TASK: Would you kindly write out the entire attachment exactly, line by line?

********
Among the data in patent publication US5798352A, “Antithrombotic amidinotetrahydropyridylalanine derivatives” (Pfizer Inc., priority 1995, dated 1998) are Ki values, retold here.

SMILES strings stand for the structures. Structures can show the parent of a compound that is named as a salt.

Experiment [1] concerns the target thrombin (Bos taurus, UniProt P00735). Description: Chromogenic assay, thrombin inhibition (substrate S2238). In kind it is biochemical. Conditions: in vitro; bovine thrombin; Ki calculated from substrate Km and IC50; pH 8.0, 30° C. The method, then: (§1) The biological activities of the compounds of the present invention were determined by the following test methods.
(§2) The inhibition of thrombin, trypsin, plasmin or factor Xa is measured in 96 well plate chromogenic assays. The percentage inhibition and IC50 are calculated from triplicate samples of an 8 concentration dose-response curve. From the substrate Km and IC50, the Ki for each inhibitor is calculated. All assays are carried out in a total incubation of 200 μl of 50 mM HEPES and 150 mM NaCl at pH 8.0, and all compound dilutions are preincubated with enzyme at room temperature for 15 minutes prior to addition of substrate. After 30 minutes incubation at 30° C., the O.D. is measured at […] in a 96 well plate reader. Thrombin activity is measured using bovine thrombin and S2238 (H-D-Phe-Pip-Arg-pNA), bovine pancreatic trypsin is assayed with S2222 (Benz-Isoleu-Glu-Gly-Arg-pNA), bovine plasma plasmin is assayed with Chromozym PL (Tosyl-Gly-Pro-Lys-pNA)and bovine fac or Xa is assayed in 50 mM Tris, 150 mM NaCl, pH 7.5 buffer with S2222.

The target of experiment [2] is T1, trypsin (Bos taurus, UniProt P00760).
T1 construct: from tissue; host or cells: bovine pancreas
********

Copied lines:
Among the data in patent publication US5798352A, “Antithrombotic amidinotetrahydropyridylalanine derivatives” (Pfizer Inc., priority 1995, dated 1998) are Ki values, retold here.

SMILES strings stand for the structures. Structures can show the parent of a compound that is named as a salt.

Experiment [1] concerns the target thrombin (Bos taurus, UniProt P00735). Description: Chromogenic assay, thrombin inhibition (substrate S2238). In kind it is biochemical. Conditions: in vitro; bovine thrombin; Ki calculated from substrate Km and IC50; pH 8.0, 30° C. The method, then: (§1) The biological activities of the compounds of the present invention were determined by the following test methods.
(§2) The inhibition of thrombin, trypsin, plasmin or factor Xa is measured in 96 well plate chromogenic assays. The percentage inhibition and IC50 are calculated from triplicate samples of an 8 concentration dose-response curve. From the substrate Km and IC50, the Ki for each inhibitor is calculated. All assays are carried out in a total incubation of 200 μl of 50 mM HEPES and 150 mM NaCl at pH 8.0, and all compound dilutions are preincubated with enzyme at room temperature for 15 minutes prior to addition of substrate. After 30 minutes incubation at 30° C., the O.D. is measured at […] in a 96 well plate reader. Thrombin activity is measured using bovine thrombin and S2238 (H-D-Phe-Pip-Arg-pNA), bovine pancreatic trypsin is assayed with S2222 (Benz-Isoleu-Glu-Gly-Arg-pNA), bovine plasma plasmin is assayed with Chromozym PL (Tosyl-Gly-Pro-Lys-pNA)and bovine fac or Xa is assayed in 50 mM Tris, 150 mM NaCl, pH 7.5 buffer with S2222.

The target of experiment [2] is T1, trypsin (Bos taurus, UniProt P00760).
T1 construct: from tissue; host or cells: bovine pancreas